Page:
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Hearing Loss in Pediatric Cancer Survivors Treated With Cisplatin

Hearing Loss in Pediatric Cancer Survivors Treated With Cisplatin

Cisplatin is effective in treating several types of childhood cancers (eg, CNS tumors, osteosarcoma, hepatoblastoma, neuroblastoma, germ cell tumors). It is the most ototoxic drug used clinically, and hearing loss is a well-recognized toxicity of cisplatin therapy.

The effects of untreated hearing loss are significant in terms of a child’s communicative, educational, and social development. Audiologic assessment should be incorporated into a child’s medical care before, during, and after cisplatin chemotherapy.

Cisplatin ototoxicity initially presents as a loss of high-frequency hearing; it is typically bilateral and permanent and may be accompanied by tinnitus.[1] With continued treatment, it progresses in severity and spreads to affect hearing at lower frequencies. The reported incidence of hearing loss varies with differences in treatment protocols and patient variables, but hearing loss generally occurs in 20% to 70% of cisplatin recipients.[2–5]

Hearing loss can progress after treatment is completed,[2,6] and children and adolescents treated with ototoxic therapy should have long-term audiologic monitoring.

Patient Overview

DK was diagnosed with standard-risk medulloblastoma at 13 years of age. He presented with headache, double vision, disconjugate gaze, and vomiting. He underwent surgical resection, 6 weeks of craniospinal radiation (2,340 cGy to the spine and whole brain with a 3,240 cGy boost to the posterior fossa), and eight cycles of chemotherapy with CCNU (lomustine), vincristine, and cisplatin.

Before beginning radiation and chemotherapy treatment in February 2001, DK had a baseline audiologic evaluation, which showed normal hearing sensitivity in both ears. He was monitored in conjunction with his cisplatin chemotherapy treatments.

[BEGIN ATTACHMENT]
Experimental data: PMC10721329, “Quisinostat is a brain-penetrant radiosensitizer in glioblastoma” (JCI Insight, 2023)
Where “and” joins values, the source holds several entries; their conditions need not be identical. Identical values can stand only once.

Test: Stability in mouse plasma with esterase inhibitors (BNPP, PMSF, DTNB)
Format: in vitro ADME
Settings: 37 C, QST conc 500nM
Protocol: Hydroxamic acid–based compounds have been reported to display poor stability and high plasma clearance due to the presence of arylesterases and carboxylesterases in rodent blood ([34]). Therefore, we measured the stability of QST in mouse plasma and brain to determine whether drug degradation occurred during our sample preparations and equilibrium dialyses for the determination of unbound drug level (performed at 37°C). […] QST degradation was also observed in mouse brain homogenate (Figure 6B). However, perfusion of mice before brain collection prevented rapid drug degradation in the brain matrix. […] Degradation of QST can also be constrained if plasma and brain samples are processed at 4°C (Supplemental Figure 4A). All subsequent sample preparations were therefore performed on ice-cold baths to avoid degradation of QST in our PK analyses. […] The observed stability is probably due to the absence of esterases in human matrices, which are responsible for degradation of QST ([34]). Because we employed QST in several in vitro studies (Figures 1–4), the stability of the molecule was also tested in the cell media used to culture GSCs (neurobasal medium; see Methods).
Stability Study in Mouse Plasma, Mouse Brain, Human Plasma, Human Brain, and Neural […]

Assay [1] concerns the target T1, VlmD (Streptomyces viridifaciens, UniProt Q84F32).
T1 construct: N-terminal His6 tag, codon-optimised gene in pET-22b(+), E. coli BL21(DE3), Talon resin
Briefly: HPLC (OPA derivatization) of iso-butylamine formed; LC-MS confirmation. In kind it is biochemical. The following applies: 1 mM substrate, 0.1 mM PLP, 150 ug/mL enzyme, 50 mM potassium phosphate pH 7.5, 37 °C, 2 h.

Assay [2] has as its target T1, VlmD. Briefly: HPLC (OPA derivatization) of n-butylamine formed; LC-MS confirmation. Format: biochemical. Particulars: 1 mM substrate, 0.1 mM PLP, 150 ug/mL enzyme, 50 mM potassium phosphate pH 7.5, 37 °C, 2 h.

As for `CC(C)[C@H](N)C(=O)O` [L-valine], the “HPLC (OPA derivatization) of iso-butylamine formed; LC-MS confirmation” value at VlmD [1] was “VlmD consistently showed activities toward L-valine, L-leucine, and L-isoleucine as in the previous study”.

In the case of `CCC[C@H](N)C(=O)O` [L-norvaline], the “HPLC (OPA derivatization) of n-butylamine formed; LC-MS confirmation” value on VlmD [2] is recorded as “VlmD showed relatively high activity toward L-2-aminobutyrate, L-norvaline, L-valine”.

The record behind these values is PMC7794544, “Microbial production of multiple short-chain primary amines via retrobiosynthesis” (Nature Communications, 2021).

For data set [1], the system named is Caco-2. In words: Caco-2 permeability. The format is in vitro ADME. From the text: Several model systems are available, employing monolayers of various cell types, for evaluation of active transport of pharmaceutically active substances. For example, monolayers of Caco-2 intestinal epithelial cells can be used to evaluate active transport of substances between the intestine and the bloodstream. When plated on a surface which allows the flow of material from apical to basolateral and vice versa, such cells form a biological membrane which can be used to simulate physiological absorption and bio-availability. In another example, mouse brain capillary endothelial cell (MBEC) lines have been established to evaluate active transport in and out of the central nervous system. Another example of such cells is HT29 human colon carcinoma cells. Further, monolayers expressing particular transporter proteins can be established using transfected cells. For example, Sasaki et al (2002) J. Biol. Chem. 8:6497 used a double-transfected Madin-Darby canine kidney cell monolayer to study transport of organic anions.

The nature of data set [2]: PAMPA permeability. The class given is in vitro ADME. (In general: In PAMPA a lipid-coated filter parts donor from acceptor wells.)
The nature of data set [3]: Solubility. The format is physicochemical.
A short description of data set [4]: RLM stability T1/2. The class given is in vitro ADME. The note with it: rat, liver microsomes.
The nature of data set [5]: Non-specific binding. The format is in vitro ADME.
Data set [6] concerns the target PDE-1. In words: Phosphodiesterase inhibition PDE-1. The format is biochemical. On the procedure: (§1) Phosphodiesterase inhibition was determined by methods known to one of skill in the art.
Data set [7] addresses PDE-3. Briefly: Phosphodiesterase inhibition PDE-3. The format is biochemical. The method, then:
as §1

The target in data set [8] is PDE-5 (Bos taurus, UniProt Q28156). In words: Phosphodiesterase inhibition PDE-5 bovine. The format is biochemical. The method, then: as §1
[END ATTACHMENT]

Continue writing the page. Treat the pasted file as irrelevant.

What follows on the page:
He began to exhibit hearing loss after the third cisplatin cycle, with mild (40 dB HL) hearing loss at 8,000 Hz in the left ear and 6,000–8,000 Hz in the right ear.

Evaluation after the fourth cisplatin cycle revealed mild to moderate (30–50 dB) hearing loss at 4,000–8,000 Hz in both ears. Subsequent cisplatin doses were decreased 50% for ototoxicity.

DK completed treatment in October 2001 after receiving a cumulative cisplatin dose of 450 mg/m2. At the end of treatment he had a mild sloping to severe hearing loss (40–60 dB HL) in both ears at 4,000–8,000 Hz. He noted that he had difficulty hearing in settings with noise and sometimes struggled when conversing in a group.

Now 20 years of age, DK has been without evidence of tumor recurrence. He has continued to have annual hearing evaluations, and his hearing loss has progressed over the past 6 years. His most recent evaluation in October 2007 revealed a mild sloping to severe (30–70 dB) hearing loss at 2,000–8,000 Hz in the left ear and at 1,000–8,000 Hz in the right ear.

As his hearing loss progressed, DK had increasing difficulty hearing and understanding speech, particularly during classroom lectures and discussions. He was fit with bilateral hearing aids about 4 years after completing chemotherapy treatment. He is currently attending a community college.

Nursing Management in Monitoring Ototocicity and Late Effects

When children are treated with ototoxic therapy, the risk for hearing loss should be anticipated and managed as part of the treatment plan. When hearing loss is identified, information and support is needed regarding hearing intervention and management. Families need assistance in coordinating services with audiologists, otolaryngologists, speech-language pathologists, educational providers, and community resources.

Oncology nurses are instrumental in educating families about the risk for hearing loss and the need for ongoing evaluation, and in assisting in coordination of care. Early detection of ototoxicity requires audiologic monitoring. One purpose of monitoring is to identify hearing loss before communication is significantly affected.

When hearing loss is detected, treatment may be modified to avoid further hearing loss, such as reducing the medication dose or changing to medication with less risk for ototoxicity.

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